The video TESTING THE WATERS confirms that this strategy was a pretty good one. The video tells the story of what has happened since 1979 when DuPont, Olin Corp. and Occidental Chemical got caught dumping hundreds of thousands of tons of toxics into a drinking water supply used by 5 million Canadians and Americans--the Niagara River, which feeds into Lake Ontario. The video is instructive because it makes clear how America's "hazardous waste management" system actually works. It shows corporations, government and citizens in action. This is what "civics" is about.
The video focuses on Occidental Chemical (known locally as Oxy), probably because Oxy created so many huge dumps along the river, including the dump at Love Canal. In 1979 when the discovery of Love Canal forced Uncle Sam to search for other dumps, Oxy's Hyde Park site came to light almost immediately. Hyde Park contains 80,000 tons of toxic chemicals, including one ton of 2,3,7,8-TCDD, the deadliest of the dioxins.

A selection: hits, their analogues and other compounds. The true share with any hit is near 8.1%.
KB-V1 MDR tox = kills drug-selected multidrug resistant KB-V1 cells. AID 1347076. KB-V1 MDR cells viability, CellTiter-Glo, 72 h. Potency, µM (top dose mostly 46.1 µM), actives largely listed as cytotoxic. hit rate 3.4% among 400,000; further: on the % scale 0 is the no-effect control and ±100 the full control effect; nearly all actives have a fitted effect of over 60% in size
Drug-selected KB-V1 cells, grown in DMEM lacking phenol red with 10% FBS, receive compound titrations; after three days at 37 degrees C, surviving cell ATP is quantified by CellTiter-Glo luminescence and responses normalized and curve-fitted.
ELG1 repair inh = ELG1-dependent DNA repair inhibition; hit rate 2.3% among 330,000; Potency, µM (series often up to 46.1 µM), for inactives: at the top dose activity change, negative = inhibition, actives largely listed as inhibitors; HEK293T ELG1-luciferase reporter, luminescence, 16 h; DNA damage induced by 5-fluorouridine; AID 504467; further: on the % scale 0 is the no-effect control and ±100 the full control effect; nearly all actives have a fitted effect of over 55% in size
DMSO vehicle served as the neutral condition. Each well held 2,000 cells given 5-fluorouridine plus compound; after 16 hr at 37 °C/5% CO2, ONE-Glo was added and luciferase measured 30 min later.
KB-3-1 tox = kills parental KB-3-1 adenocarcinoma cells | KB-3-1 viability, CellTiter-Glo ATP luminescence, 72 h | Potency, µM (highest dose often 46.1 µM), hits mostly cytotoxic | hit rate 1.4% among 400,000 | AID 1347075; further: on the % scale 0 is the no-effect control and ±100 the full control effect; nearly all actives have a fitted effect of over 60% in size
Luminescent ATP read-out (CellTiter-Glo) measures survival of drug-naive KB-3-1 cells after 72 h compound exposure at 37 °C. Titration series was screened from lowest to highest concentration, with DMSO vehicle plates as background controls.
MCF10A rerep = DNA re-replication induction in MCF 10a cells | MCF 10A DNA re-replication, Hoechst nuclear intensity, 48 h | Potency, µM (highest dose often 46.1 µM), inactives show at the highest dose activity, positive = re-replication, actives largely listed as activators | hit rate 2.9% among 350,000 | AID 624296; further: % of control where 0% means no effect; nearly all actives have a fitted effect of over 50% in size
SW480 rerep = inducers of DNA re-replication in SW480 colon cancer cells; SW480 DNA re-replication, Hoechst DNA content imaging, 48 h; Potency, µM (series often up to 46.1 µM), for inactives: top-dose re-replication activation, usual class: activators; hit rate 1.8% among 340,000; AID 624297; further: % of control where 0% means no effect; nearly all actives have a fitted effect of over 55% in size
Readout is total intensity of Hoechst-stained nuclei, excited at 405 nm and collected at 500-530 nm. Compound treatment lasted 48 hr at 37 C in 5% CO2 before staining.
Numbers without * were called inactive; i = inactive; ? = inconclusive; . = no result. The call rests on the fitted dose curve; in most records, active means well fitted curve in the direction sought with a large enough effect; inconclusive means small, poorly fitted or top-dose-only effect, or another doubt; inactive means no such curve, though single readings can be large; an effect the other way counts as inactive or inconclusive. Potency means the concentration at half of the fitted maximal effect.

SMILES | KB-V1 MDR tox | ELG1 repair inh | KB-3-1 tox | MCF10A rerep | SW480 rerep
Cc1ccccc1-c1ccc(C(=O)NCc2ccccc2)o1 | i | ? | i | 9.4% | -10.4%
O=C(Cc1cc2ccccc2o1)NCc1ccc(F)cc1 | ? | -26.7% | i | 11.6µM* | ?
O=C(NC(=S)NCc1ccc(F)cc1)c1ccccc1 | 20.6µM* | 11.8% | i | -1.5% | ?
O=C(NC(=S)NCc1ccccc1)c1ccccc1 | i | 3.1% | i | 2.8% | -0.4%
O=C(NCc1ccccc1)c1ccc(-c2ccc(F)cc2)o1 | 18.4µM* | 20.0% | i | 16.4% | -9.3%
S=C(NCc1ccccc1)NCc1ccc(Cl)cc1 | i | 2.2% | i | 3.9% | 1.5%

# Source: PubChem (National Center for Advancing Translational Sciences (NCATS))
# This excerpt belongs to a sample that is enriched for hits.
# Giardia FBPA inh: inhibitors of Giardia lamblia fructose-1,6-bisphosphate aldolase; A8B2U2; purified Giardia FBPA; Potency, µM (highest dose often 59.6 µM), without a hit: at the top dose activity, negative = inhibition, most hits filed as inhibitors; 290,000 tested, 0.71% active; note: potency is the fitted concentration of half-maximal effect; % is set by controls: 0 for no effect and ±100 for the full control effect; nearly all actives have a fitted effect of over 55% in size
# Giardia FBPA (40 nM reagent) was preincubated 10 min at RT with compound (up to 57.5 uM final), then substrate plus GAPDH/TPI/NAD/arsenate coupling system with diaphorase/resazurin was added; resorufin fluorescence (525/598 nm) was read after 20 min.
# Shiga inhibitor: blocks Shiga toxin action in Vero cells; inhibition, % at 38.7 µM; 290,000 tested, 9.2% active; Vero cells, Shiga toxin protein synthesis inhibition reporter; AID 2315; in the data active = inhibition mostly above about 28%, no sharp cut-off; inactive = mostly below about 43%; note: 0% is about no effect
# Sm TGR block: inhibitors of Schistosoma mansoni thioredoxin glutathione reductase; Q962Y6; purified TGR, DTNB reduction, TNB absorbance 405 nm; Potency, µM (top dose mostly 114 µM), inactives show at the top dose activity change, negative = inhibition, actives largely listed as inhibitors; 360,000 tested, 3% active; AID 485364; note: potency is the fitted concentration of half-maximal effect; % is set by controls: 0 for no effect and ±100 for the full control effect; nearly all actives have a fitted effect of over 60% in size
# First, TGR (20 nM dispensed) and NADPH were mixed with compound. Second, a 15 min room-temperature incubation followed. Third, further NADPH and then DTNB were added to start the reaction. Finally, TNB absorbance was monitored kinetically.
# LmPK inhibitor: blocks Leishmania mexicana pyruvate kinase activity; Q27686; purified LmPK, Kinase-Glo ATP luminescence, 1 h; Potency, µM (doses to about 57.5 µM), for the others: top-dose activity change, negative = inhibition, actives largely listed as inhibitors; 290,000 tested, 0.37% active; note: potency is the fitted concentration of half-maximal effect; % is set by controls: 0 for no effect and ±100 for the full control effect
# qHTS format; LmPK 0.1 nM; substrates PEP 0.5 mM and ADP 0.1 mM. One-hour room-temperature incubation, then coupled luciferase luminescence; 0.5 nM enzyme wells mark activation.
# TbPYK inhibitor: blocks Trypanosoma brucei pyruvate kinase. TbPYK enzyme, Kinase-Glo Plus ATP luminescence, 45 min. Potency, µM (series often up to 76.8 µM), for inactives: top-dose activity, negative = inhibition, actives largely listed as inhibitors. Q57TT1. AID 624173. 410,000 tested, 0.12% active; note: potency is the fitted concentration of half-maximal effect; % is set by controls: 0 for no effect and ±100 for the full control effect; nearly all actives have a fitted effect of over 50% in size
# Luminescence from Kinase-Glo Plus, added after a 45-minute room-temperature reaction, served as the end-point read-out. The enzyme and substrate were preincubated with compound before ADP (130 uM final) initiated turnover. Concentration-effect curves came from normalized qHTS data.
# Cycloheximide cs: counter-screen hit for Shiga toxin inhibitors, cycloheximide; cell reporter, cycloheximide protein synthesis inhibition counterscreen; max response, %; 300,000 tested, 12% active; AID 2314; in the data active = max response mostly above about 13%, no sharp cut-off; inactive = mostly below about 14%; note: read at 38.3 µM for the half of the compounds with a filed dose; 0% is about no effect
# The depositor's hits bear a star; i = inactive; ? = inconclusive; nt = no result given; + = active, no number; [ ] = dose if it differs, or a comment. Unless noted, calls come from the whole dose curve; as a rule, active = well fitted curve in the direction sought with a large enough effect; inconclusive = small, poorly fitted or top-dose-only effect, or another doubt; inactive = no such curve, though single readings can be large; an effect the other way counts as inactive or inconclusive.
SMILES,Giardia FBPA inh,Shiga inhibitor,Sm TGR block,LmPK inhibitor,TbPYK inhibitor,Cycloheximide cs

Hyde Park sits less than a mile from the Niagara River. The geologic formation between the dump and the river consists of fractured rock. The fractures in the rock act like small pipes, through which the chemicals flow constantly toward the river. TESTING THE WATERS shows chemicals dripping out of the rock face of the Niagara gorge, with the river flowing below.
In 1979, Uncle Sam approached Oxy and demanded that the site be cleaned up. Oxy simply refused. "Sue us," they said. Uncle Sam did. Then Oxy fielded a team of lawyers and technicians who outgunned the government at every turn.